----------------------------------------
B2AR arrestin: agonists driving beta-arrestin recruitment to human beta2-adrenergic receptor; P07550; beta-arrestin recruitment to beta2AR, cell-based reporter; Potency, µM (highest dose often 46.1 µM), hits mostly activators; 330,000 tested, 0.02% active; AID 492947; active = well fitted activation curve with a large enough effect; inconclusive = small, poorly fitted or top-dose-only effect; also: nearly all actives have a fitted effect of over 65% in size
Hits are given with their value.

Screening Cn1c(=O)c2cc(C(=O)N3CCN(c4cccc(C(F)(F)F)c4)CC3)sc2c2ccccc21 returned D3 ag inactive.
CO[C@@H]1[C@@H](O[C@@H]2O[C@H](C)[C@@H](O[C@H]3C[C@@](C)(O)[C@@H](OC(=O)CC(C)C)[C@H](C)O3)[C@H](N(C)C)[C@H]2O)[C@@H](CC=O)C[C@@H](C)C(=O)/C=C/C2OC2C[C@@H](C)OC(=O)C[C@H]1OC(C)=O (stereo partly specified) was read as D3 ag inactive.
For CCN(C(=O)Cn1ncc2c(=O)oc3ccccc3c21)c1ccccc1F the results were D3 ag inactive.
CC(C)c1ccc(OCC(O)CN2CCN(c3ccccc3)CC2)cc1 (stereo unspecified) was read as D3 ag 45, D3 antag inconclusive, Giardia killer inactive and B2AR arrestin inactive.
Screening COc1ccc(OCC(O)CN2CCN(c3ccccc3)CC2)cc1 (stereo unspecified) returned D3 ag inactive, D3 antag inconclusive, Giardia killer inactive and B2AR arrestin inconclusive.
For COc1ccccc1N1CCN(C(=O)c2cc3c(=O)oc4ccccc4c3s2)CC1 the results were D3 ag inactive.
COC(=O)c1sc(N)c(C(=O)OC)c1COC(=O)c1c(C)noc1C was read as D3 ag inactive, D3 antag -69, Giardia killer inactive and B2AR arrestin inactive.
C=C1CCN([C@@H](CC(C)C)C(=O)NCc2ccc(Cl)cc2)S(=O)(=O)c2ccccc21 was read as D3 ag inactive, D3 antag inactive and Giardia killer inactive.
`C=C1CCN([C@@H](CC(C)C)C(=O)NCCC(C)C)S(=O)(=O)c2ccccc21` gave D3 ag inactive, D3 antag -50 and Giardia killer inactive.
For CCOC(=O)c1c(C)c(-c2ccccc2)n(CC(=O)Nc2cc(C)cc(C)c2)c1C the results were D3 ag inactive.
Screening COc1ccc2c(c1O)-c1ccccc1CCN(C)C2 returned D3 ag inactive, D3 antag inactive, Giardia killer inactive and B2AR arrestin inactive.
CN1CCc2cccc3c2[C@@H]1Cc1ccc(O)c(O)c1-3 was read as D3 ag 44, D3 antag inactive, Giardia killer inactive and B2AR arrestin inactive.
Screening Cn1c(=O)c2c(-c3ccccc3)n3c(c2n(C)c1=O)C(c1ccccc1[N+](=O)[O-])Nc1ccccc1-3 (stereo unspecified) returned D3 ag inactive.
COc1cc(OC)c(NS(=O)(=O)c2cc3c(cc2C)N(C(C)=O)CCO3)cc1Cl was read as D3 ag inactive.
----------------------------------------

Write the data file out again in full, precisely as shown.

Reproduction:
B2AR arrestin: agonists driving beta-arrestin recruitment to human beta2-adrenergic receptor; P07550; beta-arrestin recruitment to beta2AR, cell-based reporter; Potency, µM (highest dose often 46.1 µM), hits mostly activators; 330,000 tested, 0.02% active; AID 492947; active = well fitted activation curve with a large enough effect; inconclusive = small, poorly fitted or top-dose-only effect; also: nearly all actives have a fitted effect of over 65% in size
Hits are given with their value.

Screening Cn1c(=O)c2cc(C(=O)N3CCN(c4cccc(C(F)(F)F)c4)CC3)sc2c2ccccc21 returned D3 ag inactive.
CO[C@@H]1[C@@H](O[C@@H]2O[C@H](C)[C@@H](O[C@H]3C[C@@](C)(O)[C@@H](OC(=O)CC(C)C)[C@H](C)O3)[C@H](N(C)C)[C@H]2O)[C@@H](CC=O)C[C@@H](C)C(=O)/C=C/C2OC2C[C@@H](C)OC(=O)C[C@H]1OC(C)=O (stereo partly specified) was read as D3 ag inactive.
For CCN(C(=O)Cn1ncc2c(=O)oc3ccccc3c21)c1ccccc1F the results were D3 ag inactive.
CC(C)c1ccc(OCC(O)CN2CCN(c3ccccc3)CC2)cc1 (stereo unspecified) was read as D3 ag 45, D3 antag inconclusive, Giardia killer inactive and B2AR arrestin inactive.
Screening COc1ccc(OCC(O)CN2CCN(c3ccccc3)CC2)cc1 (stereo unspecified) returned D3 ag inactive, D3 antag inconclusive, Giardia killer inactive and B2AR arrestin inconclusive.
For COc1ccccc1N1CCN(C(=O)c2cc3c(=O)oc4ccccc4c3s2)CC1 the results were D3 ag inactive.
COC(=O)c1sc(N)c(C(=O)OC)c1COC(=O)c1c(C)noc1C was read as D3 ag inactive, D3 antag -69, Giardia killer inactive and B2AR arrestin inactive.
C=C1CCN([C@@H](CC(C)C)C(=O)NCc2ccc(Cl)cc2)S(=O)(=O)c2ccccc21 was read as D3 ag inactive, D3 antag inactive and Giardia killer inactive.
`C=C1CCN([C@@H](CC(C)C)C(=O)NCCC(C)C)S(=O)(=O)c2ccccc21` gave D3 ag inactive, D3 antag -50 and Giardia killer inactive.
For CCOC(=O)c1c(C)c(-c2ccccc2)n(CC(=O)Nc2cc(C)cc(C)c2)c1C the results were D3 ag inactive.
Screening COc1ccc2c(c1O)-c1ccccc1CCN(C)C2 returned D3 ag inactive, D3 antag inactive, Giardia killer inactive and B2AR arrestin inactive.
CN1CCc2cccc3c2[C@@H]1Cc1ccc(O)c(O)c1-3 was read as D3 ag 44, D3 antag inactive, Giardia killer inactive and B2AR arrestin inactive.
Screening Cn1c(=O)c2c(-c3ccccc3)n3c(c2n(C)c1=O)C(c1ccccc1[N+](=O)[O-])Nc1ccccc1-3 (stereo unspecified) returned D3 ag inactive.
COc1cc(OC)c(NS(=O)(=O)c2cc3c(cc2C)N(C(C)=O)CCO3)cc1Cl was read as D3 ag inactive.